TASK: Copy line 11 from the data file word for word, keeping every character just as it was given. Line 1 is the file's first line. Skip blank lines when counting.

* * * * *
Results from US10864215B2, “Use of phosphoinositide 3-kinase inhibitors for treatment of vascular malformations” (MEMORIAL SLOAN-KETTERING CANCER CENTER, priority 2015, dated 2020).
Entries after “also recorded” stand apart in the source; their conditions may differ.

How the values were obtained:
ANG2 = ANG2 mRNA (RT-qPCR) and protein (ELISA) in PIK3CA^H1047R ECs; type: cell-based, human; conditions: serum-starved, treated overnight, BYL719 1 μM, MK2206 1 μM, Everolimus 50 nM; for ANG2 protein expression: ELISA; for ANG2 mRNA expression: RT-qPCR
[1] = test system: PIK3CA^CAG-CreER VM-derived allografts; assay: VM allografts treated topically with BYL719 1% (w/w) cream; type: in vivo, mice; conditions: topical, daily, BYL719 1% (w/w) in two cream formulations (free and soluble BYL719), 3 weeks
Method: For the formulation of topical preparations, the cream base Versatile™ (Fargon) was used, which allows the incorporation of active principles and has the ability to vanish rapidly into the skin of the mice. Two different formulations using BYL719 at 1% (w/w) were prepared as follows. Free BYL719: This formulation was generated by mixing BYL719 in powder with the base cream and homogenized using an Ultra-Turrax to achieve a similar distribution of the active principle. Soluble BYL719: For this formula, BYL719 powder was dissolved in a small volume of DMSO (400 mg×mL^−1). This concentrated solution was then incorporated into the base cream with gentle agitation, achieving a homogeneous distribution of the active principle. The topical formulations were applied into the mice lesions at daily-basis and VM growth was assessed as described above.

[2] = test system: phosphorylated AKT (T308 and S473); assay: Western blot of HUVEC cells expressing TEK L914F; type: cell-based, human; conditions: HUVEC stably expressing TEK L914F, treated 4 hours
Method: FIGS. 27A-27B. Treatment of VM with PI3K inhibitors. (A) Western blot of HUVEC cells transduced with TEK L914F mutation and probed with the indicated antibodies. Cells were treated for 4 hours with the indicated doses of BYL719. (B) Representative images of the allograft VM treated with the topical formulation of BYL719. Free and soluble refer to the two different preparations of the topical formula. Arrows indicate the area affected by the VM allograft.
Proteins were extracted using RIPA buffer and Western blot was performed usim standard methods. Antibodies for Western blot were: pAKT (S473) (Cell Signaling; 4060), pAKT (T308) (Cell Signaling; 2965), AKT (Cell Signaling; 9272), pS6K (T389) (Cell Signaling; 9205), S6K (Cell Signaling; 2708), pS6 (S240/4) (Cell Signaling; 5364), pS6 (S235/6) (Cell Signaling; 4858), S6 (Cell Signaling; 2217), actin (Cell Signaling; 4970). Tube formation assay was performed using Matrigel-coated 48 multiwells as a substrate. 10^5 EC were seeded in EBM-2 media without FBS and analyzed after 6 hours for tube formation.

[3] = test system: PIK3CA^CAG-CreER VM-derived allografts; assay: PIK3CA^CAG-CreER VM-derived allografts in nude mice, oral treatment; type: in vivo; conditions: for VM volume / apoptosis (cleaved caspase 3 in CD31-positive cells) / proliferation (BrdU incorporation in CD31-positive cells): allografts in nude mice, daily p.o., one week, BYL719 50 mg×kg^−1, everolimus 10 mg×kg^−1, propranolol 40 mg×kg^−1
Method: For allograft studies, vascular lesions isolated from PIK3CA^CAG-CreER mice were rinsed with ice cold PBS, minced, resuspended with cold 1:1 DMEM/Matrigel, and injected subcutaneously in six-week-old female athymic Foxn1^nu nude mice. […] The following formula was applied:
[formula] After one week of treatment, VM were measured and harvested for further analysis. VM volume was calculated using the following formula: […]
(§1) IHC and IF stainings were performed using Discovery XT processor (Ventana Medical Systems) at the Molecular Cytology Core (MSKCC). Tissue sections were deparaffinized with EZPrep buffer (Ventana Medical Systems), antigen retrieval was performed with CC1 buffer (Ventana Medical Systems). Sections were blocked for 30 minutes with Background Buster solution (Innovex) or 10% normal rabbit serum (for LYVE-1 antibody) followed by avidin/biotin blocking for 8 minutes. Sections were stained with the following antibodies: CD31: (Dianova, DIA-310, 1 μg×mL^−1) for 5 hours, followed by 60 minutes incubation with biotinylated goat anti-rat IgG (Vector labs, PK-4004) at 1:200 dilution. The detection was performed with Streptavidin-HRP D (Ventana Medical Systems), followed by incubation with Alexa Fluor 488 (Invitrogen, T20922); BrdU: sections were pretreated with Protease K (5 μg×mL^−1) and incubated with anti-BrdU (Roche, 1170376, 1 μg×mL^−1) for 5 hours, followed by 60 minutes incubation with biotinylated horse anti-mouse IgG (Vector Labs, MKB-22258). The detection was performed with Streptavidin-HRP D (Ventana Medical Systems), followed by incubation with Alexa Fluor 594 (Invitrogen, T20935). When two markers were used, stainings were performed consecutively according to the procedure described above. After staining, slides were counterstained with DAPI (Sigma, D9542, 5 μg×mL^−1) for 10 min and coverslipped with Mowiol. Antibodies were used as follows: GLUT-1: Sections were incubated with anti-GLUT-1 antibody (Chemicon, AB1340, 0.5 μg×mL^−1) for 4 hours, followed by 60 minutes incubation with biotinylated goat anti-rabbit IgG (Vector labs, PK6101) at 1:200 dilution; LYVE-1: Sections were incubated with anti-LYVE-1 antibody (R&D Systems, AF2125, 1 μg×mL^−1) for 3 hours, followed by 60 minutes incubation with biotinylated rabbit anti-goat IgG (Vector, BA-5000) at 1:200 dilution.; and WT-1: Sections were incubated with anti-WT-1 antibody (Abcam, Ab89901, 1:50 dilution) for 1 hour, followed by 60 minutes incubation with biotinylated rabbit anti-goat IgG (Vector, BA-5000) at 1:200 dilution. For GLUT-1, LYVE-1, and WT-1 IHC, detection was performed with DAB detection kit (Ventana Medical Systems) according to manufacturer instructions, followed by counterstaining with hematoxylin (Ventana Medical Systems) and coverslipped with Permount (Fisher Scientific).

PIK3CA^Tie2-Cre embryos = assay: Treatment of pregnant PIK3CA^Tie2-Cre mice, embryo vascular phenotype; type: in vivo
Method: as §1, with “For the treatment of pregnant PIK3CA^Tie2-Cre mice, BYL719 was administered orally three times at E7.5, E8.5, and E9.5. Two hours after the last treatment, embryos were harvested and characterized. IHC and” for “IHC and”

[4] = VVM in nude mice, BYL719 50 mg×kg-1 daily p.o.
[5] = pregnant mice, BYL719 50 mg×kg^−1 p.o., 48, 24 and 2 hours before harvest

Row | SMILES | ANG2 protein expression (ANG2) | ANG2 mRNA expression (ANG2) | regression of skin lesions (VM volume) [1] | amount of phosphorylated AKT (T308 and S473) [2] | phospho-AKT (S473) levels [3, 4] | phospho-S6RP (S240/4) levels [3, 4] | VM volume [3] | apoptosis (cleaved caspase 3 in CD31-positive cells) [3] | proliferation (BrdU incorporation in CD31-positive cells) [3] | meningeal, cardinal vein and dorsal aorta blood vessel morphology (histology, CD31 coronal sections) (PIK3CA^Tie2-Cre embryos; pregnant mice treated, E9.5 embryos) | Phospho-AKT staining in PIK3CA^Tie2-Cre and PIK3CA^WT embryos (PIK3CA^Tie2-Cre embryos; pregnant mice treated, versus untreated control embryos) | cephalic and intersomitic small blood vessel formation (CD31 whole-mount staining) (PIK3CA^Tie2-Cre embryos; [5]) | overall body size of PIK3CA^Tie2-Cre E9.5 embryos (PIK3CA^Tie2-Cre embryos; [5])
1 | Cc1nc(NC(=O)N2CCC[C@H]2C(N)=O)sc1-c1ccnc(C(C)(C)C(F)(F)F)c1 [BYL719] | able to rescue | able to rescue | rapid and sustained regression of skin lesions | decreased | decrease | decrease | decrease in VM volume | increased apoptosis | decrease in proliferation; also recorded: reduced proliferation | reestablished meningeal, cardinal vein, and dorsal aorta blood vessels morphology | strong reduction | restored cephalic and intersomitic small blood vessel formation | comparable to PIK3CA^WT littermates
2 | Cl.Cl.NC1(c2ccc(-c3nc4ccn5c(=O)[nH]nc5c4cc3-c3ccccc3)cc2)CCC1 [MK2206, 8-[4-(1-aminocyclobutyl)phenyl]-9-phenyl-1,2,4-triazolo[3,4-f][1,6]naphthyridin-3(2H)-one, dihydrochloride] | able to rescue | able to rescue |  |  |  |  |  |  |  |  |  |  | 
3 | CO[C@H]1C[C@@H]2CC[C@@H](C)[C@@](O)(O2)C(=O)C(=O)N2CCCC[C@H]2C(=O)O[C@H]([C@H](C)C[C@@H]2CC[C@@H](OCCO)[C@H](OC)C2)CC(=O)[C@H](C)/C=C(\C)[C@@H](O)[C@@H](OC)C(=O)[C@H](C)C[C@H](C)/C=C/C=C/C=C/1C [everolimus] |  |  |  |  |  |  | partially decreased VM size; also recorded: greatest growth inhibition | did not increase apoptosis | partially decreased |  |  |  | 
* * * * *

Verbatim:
Method: For allograft studies, vascular lesions isolated from PIK3CA^CAG-CreER mice were rinsed with ice cold PBS, minced, resuspended with cold 1:1 DMEM/Matrigel, and injected subcutaneously in six-week-old female athymic Foxn1^nu nude mice. […] The following formula was applied: